New Delhi: Dirty,
non-functional toilets form a major chunk of the complaints filed
by parents in Delhi under violation of the Right to Education
According to a statement by the National Commission for Protection
of Child Rights (NCPCR), with which the complaints have been
filed, as many as 206 of the total 800 complaints filed over the
past one year from east Delhi's Trilokpuri and Kalyanpuri areas
are to do with dirty, non-functional toilets in schools.
In a public hearing on violations against the RTE Act Wednesday,
the five-member jury - comprising members of the NCPCR's RTE cell
and Joint Operation for Social Help (JOSH) - asked the
administration to submit a report on the status of toilets in all
schools in Delhi.
"The jury asked the administration to submit a report on the
status of toilets in all schools and submit it to the commission.
In addition to issuing case-wise directions, the commission also
issued a set of general recommendations to the state on developing
a school safety policy and a school health policy," the statement
The public hearing, which took place in Trilokpuri, saw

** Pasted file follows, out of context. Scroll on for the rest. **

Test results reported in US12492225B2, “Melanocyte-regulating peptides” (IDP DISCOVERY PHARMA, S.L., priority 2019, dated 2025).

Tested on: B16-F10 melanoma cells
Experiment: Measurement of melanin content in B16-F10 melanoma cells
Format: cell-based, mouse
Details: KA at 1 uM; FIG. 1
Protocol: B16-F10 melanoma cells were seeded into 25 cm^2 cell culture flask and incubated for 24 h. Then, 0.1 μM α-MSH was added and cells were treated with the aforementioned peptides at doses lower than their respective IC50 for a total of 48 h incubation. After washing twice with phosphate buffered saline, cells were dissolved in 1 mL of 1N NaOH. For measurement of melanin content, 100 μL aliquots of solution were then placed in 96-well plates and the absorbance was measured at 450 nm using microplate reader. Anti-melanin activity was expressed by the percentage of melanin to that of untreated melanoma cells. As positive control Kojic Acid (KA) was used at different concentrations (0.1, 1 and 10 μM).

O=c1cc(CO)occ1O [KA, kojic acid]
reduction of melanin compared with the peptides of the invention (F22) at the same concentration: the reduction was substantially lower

participation of 1,400 people. Of the total violations, 25 cases
were presented before the jury.
"The jury panel heard complaints on issues relating to negligence
of school authorities leading to severe injury to a child,
corporal punishment, collection of fees, denial of admission,
quality of education, infrastructure and poor quality mid-day
meal," the statement said.
Citing one case, it said: "The case of teacher negligence for
instance was particularly shocking where a boy, Hemant, suffered a
hand injury of permanent nature while playing in the class in the
absence of the teacher. Delay in taking him to the hospital and
also refusal (to admit him) by the government hospital, according
to the victim's family, further aggravated the injury."
"The teacher and the hospital officials concerned denied that a
delay was caused. Insensitive remarks by the vice principal of the
school like 'children keep falling' and his general disinterest
took the panel aback. The jury recommended that be a detailed
investigation by the commission and it was also directed that the
school maintain records of such incidents," it added.
The Right of Children to Free and Compulsory Education Act
promises free and compulsory education to children in the age
group of six to 14. It came into force from April 1 last year.